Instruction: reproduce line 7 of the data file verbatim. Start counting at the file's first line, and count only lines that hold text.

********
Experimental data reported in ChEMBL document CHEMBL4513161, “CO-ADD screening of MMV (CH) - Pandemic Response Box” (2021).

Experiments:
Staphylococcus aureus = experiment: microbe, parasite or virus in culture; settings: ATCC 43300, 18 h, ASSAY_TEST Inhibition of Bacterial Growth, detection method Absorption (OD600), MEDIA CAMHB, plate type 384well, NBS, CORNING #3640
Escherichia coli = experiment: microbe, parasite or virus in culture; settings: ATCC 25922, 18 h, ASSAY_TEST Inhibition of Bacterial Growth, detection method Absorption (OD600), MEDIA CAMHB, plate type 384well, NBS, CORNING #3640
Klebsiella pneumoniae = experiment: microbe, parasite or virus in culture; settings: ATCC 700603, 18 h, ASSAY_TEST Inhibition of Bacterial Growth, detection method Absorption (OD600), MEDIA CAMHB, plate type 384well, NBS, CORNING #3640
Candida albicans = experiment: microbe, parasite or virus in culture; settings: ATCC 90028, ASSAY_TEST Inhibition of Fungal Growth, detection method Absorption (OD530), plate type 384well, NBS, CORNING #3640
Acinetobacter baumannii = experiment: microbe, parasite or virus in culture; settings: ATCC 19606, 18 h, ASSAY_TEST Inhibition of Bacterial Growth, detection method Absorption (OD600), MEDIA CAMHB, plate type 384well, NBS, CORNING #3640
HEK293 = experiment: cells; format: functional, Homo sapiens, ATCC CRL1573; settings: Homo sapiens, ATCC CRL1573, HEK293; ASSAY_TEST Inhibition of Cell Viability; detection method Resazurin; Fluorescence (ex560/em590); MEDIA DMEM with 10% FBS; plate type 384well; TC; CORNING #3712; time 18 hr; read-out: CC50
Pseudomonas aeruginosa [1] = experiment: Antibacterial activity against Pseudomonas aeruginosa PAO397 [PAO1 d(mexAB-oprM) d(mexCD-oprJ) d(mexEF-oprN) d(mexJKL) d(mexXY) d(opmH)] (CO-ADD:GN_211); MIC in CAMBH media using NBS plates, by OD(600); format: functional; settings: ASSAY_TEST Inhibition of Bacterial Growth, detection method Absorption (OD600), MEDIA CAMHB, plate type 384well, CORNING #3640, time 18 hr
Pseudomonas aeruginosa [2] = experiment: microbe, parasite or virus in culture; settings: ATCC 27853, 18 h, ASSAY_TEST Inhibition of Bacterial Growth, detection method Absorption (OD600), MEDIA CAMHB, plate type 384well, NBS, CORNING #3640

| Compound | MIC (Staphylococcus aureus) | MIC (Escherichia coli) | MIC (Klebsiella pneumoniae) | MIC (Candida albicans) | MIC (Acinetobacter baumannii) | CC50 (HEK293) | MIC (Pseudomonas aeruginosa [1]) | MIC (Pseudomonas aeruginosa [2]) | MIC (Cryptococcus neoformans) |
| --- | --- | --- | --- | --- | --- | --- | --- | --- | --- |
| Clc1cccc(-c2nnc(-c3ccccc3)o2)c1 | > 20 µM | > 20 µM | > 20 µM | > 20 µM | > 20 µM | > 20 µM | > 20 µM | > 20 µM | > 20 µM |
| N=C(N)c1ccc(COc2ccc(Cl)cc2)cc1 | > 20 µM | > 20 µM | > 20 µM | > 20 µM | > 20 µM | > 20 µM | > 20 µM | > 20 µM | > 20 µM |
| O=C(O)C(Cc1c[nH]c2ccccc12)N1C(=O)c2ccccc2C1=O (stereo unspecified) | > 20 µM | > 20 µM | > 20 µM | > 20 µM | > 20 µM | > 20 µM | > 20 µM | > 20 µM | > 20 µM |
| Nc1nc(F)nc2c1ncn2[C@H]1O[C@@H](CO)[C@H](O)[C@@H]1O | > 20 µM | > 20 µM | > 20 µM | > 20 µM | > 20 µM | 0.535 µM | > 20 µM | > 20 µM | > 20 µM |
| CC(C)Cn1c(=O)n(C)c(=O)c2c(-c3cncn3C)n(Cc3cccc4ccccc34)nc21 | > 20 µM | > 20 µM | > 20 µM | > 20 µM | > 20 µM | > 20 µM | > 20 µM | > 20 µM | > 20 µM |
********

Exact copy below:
Acinetobacter baumannii = experiment: microbe, parasite or virus in culture; settings: ATCC 19606, 18 h, ASSAY_TEST Inhibition of Bacterial Growth, detection method Absorption (OD600), MEDIA CAMHB, plate type 384well, NBS, CORNING #3640